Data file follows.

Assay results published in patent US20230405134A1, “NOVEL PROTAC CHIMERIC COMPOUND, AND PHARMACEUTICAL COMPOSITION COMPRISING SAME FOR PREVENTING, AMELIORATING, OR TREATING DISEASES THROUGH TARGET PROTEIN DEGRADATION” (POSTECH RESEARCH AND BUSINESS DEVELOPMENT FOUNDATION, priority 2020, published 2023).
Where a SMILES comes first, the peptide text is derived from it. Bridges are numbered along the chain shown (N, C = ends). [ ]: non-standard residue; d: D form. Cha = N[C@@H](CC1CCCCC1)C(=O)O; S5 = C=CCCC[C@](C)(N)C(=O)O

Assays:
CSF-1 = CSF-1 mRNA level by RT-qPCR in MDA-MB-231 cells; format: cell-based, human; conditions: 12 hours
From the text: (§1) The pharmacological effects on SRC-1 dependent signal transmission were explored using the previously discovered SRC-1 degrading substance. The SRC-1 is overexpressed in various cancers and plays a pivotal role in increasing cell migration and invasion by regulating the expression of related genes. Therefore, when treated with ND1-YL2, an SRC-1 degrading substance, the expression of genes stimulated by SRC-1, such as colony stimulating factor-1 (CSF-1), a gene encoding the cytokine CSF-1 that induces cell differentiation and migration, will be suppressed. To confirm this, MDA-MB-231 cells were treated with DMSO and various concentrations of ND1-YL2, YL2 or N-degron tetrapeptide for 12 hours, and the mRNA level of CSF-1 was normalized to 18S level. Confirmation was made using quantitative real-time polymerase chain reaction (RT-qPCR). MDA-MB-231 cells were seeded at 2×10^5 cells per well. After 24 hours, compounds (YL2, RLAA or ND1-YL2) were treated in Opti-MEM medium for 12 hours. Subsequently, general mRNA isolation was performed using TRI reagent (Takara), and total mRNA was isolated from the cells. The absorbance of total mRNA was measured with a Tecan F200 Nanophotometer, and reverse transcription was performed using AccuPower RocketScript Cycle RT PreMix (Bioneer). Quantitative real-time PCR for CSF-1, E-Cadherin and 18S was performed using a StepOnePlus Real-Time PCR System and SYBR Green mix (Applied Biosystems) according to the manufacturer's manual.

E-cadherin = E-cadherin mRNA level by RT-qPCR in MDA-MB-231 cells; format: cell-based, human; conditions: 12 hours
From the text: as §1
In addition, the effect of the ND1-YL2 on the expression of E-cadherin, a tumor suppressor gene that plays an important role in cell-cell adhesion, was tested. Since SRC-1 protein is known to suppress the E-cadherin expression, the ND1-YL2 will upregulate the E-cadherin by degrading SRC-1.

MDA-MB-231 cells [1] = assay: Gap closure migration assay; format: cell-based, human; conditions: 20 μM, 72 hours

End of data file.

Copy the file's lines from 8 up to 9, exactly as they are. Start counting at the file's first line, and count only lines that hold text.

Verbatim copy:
In addition, the effect of the ND1-YL2 on the expression of E-cadherin, a tumor suppressor gene that plays an important role in cell-cell adhesion, was tested. Since SRC-1 protein is known to suppress the E-cadherin expression, the ND1-YL2 will upregulate the E-cadherin by degrading SRC-1.

MDA-MB-231 cells [1] = assay: Gap closure migration assay; format: cell-based, human; conditions: 20 μM, 72 hours